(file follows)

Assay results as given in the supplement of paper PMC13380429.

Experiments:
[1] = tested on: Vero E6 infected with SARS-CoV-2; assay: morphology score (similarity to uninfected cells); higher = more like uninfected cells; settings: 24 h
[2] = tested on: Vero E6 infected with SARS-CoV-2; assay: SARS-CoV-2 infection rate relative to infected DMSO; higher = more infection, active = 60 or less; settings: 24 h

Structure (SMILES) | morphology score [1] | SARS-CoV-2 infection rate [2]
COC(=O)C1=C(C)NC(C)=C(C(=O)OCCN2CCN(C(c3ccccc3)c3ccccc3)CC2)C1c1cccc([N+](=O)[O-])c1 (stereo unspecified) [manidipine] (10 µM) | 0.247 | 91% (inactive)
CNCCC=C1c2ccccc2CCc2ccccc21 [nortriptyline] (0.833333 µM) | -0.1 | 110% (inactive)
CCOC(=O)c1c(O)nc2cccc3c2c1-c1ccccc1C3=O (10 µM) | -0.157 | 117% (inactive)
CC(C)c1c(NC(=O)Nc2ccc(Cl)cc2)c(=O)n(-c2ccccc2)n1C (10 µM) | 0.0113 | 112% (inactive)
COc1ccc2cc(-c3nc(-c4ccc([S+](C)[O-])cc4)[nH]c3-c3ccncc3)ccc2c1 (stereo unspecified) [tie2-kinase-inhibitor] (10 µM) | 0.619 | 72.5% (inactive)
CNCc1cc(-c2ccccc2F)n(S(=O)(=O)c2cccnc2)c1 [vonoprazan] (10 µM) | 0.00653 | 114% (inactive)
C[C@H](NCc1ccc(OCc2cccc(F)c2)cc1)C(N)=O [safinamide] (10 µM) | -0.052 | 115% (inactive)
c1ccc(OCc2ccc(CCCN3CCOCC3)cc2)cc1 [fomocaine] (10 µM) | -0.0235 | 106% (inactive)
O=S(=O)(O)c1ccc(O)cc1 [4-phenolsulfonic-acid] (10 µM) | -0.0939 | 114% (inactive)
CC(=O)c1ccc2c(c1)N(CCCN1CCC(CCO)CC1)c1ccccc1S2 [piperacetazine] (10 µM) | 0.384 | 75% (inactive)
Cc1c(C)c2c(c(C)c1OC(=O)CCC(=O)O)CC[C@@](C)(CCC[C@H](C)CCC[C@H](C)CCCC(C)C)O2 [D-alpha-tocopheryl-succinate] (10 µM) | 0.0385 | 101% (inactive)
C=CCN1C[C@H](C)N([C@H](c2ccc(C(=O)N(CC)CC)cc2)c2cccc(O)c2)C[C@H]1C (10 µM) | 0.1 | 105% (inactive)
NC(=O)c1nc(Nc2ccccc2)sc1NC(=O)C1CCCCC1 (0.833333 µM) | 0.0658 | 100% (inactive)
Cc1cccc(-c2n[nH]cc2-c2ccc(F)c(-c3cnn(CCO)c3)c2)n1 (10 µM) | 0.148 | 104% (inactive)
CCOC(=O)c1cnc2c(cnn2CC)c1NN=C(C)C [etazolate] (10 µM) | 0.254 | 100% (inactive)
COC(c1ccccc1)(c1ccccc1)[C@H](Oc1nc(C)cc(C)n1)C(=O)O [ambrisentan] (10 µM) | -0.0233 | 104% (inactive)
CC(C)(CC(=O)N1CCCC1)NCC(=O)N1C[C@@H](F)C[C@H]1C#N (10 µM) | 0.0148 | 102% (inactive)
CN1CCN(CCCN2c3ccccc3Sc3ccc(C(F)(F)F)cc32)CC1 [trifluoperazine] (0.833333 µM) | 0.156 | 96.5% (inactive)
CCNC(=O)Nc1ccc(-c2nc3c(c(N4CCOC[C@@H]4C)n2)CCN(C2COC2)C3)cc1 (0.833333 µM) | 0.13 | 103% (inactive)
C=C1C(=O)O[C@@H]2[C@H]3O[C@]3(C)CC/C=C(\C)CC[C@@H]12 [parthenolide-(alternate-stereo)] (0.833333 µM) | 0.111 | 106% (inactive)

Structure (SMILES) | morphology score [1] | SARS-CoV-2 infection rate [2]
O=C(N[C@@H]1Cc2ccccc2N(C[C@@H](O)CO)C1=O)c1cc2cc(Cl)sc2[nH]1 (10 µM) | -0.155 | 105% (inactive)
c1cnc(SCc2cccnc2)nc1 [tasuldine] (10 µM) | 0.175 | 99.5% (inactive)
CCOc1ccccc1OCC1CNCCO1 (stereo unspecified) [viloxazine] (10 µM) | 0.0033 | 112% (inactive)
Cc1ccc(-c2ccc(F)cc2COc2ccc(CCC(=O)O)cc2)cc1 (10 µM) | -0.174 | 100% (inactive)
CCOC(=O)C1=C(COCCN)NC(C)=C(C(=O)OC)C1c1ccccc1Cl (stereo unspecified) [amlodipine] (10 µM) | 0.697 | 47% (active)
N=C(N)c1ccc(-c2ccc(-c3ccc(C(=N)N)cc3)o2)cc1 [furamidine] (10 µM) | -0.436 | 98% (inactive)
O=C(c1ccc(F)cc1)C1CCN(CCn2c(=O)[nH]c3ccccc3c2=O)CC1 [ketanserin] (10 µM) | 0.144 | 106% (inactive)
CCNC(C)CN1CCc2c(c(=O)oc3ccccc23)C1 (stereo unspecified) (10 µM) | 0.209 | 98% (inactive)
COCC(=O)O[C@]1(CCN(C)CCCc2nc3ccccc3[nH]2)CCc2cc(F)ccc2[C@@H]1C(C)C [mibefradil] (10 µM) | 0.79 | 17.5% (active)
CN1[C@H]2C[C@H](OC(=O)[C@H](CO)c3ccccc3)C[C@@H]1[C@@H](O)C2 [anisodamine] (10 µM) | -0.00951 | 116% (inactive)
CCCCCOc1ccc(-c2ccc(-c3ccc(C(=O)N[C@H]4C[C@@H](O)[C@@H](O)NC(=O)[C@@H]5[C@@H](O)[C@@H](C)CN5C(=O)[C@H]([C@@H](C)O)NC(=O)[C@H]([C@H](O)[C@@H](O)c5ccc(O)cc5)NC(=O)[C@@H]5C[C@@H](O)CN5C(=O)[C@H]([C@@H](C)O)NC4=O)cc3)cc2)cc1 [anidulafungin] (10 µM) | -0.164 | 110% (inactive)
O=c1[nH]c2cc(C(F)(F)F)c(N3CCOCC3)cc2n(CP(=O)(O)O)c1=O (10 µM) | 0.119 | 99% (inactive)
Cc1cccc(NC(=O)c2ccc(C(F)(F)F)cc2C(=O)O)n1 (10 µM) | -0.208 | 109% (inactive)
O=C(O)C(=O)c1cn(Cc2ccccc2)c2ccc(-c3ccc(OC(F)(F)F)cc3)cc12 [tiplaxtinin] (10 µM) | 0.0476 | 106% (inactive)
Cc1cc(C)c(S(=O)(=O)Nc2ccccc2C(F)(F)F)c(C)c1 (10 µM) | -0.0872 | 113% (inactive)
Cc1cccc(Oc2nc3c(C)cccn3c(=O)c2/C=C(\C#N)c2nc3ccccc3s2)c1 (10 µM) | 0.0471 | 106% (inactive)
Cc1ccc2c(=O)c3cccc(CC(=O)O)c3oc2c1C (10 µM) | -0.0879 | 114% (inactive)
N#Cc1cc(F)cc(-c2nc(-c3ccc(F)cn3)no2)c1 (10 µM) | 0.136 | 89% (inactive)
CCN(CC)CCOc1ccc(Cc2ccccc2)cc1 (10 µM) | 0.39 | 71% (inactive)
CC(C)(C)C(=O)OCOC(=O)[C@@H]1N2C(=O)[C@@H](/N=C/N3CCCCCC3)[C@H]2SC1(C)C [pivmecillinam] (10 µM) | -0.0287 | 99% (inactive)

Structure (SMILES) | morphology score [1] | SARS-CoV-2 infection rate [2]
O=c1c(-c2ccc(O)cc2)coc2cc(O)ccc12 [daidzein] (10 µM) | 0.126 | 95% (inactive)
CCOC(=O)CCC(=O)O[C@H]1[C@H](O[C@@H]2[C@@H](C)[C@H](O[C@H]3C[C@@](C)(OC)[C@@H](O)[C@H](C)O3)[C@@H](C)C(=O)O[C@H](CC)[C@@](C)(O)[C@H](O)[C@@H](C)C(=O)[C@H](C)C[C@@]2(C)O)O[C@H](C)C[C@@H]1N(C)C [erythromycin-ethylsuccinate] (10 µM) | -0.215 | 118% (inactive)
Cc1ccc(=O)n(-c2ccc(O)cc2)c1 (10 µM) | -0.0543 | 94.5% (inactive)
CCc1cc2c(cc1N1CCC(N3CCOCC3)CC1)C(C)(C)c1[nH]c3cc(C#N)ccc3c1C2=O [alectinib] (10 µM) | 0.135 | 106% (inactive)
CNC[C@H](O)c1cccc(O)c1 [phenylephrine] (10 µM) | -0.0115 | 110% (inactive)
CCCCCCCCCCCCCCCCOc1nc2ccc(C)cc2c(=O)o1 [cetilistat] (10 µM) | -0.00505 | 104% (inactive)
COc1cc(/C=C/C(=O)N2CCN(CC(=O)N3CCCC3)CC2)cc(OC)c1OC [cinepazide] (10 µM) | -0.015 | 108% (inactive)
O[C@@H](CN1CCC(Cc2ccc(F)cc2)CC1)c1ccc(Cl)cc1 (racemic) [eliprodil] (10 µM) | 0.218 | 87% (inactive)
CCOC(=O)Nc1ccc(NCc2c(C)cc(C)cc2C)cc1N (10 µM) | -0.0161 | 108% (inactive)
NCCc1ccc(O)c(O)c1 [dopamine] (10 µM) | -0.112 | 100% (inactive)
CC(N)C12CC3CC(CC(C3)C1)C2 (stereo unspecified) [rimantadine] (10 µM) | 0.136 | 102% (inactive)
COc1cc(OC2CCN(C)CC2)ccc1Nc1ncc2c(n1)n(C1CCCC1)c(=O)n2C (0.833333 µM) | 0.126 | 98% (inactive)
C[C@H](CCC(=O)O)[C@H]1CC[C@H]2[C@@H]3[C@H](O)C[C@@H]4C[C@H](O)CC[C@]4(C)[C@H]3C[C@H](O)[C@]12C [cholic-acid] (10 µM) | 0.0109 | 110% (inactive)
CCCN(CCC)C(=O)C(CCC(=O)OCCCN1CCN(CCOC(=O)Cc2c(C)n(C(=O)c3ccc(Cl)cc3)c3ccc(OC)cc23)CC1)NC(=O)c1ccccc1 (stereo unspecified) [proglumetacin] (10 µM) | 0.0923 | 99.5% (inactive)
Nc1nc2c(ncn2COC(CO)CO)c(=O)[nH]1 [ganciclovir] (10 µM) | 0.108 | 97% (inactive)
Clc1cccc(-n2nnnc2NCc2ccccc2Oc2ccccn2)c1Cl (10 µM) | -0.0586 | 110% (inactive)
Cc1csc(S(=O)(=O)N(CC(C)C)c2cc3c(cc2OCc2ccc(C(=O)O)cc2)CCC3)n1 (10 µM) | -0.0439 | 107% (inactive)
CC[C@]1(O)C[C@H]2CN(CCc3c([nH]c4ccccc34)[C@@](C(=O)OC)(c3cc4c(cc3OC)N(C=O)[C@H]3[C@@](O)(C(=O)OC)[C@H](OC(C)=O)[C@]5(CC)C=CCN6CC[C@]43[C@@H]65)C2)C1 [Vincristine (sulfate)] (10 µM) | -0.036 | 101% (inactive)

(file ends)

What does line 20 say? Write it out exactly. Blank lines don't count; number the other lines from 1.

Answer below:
CCOC(=O)c1cnc2c(cnn2CC)c1NN=C(C)C [etazolate] (10 µM) | 0.254 | 100% (inactive)